Sid Vollin (1895 – 1973)

Sidney Arnold Vollin was born April 29,1895, at Sundance, Wyoming, to Jack and Anna Arnold. His father was a trail boss, driving cattle from Texas to Montana. Jack Arnold owned half interest in the 3Vs (VVV) and worked for the Cross Anchor outfit.

His father, Jack Arnold, died when “Sid” was two, and later his mother married Louie Vollin. Sid and his sisters, Nora and Josie, took the name Vollin. When Sid was 11, he left home, riding a pony bareback and leading another, and rode north until he came to Bear Creek, south of Fort Peck, Montana. Sid went to the camp of Sarge Colwell, a friend of his father.

That fall a cow and horseman from Oregon, Tom McAlister, took Sid with him to give him a home. Sid stayed and worked for McAlister for several years. Since McAlister ran stock on the Fort Peck Indian Reservation, he was able to get Sid enrolled on the agency books, and since there were no boarding schools at that time, Sid went to the Indian schools at Poplar and Fort Shaw, Montana. As he grew up, he worked for several outfits on the north side of the Missouri: The Madador, The N-N and the XIT. Later he worked for Dave Cooper and Virgil McVee.

In May 1918 he enlisted in the Army and was assigned to the Remount Station at Fort Keogh near Miles City, Montana. There he broke horses for the U.S. Cavalry. In the summer of 1918, Teddy Roosevelt made his last trip west. A celebration was staged in his honor, and Sid was chosen to go to Billings as a representative of Fort Keogh. There he won the championship in bronc riding and was given several gifts by Roosevelt. Among them a pair of buckskin beaded gloves.

Prior to 1920 and after service in the Army, Sid was deputy sheriff of Valley County. Two years later he married Gertrude Burkhardt at Glasgow, Montana. To their union were born four children: Jean, Jack, Jay, and Joan.

In 1925, on the Fort Peck Indian Reservation, where horses were gathered and impounded for taxes, grazing fees or to establish ownership, Sid ran the government wagon with Jim Sweeney.

In 1927 when Chappel Brothers, known as the CBC, began operations in Montana, Sid went to work for them at Oswego, Montana. The first branding of CBC horses was 2,500 head. Three years later Sid moved to Miles City as foreman of the CBC headquartered on Sunday Creek.

A roundup wagon left the ranch about June 1 each year and carried on until all colts were branded. The payroll consisted of 25 cowboys, a horse wrangler, a nighthawk and a cook. Sid's family lived at the headquarters, where they kept about three cowboys, a ranchman and a cook. Each year about 5,000 colts were branded on the range, and in 1934, roughly 20,000 horses came off this range, which extended from the rivers of the Missouri to the Yellowstone and from the Red Water to the Musselshell.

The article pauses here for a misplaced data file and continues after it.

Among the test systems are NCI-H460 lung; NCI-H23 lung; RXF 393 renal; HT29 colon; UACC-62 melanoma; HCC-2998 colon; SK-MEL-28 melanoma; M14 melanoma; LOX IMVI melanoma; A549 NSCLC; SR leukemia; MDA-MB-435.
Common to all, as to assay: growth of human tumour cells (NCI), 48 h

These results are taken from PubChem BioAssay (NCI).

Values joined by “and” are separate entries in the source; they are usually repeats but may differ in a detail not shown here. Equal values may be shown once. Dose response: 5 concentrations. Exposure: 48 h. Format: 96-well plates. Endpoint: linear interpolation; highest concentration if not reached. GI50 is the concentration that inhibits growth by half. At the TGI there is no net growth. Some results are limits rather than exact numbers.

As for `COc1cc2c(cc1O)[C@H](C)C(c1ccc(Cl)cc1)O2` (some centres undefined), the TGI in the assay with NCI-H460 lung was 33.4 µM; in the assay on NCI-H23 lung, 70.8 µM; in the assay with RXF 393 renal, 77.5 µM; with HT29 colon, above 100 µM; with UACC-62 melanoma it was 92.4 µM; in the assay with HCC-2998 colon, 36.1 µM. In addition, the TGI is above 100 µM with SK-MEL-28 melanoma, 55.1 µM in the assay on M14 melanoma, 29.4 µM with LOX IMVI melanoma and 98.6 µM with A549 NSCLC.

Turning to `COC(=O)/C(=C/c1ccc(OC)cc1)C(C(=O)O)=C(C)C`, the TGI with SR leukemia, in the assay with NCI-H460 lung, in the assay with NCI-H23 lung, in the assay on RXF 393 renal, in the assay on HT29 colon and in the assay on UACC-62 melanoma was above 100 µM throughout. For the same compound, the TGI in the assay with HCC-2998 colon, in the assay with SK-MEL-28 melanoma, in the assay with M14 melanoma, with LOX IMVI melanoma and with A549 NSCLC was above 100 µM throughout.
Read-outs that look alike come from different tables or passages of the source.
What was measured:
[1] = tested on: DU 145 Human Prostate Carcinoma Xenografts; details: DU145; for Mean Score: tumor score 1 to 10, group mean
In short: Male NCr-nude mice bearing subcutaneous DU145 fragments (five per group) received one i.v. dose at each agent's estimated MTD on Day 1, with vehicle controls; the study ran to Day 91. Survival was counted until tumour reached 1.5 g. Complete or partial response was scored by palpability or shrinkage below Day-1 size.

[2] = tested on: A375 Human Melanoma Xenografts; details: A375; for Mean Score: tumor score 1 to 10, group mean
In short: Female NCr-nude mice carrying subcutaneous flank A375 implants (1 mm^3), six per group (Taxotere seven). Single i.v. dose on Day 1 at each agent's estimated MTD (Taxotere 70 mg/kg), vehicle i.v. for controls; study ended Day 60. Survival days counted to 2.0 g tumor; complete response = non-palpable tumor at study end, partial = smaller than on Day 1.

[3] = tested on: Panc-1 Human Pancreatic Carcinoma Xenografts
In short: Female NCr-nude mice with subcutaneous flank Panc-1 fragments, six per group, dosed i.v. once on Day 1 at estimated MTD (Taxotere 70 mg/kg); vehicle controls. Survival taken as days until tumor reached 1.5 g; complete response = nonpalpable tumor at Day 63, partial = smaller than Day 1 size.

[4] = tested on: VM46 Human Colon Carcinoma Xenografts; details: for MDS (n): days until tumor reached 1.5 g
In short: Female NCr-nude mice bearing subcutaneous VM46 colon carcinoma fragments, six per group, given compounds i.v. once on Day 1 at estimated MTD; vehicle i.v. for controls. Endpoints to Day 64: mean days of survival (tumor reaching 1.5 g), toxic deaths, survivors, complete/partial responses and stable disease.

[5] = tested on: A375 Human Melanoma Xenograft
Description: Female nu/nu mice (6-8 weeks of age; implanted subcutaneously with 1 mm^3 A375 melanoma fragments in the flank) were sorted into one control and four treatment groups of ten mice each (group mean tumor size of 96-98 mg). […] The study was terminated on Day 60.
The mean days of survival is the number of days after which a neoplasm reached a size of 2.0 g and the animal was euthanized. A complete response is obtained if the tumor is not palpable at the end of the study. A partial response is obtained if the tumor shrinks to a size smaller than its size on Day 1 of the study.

After the CBC closed their operation, Sid ran an outfit of his own north of Miles City where he raised horses and cattle at the head of Dead Man Creek. In 1939, while Sid and Harry Reed were reminiscing about the old days, they agreed that the old cowboys would soon be gone and decided that a get-together was in order. With the help of Lou Grill, editor of the Miles City Star, Dale Wilder, Charley Wiley, Pete Jensen and others, a date was set and an organization was born, called the Range Riders. Sid was on the executive board and served many years in that capacity. He furnished the cows and calves, bucking horses and roundup wagon for the first Range Riders Celebration in 1940. He brought his cavvy of saddle horses, too, for use in the show; 75 head in all.

Sid was the first man in the area to send bucking horses to Madison Square Garden and all the big shows. Soon he was producing rodeos of his own and had Brahma bulls and all the equipment necessary for rodeo production. He produced many shows in Forsyth and Miles City and worked as a pickup man in Wolf Point at the Wild Horse Stampede until he was 72 years old. In his day as a bucking horse rider, Sid won numerous championships: Moose Jaw, Saskatchewan and Glasgow, Wolf Point and Malta, Montana to name a few. But his prime interest was raising registered Thoroughbred and Quarter Horses. At one time he ran 500 head of horses.

Sid sold his ranch in 1950 and leased land on the Fort Peck Indian Reservation, running 1,500 steers. He eventually retired to Miles City.

Sid Vollin passed away in 1973.

Reference: “Fanning the Ember.”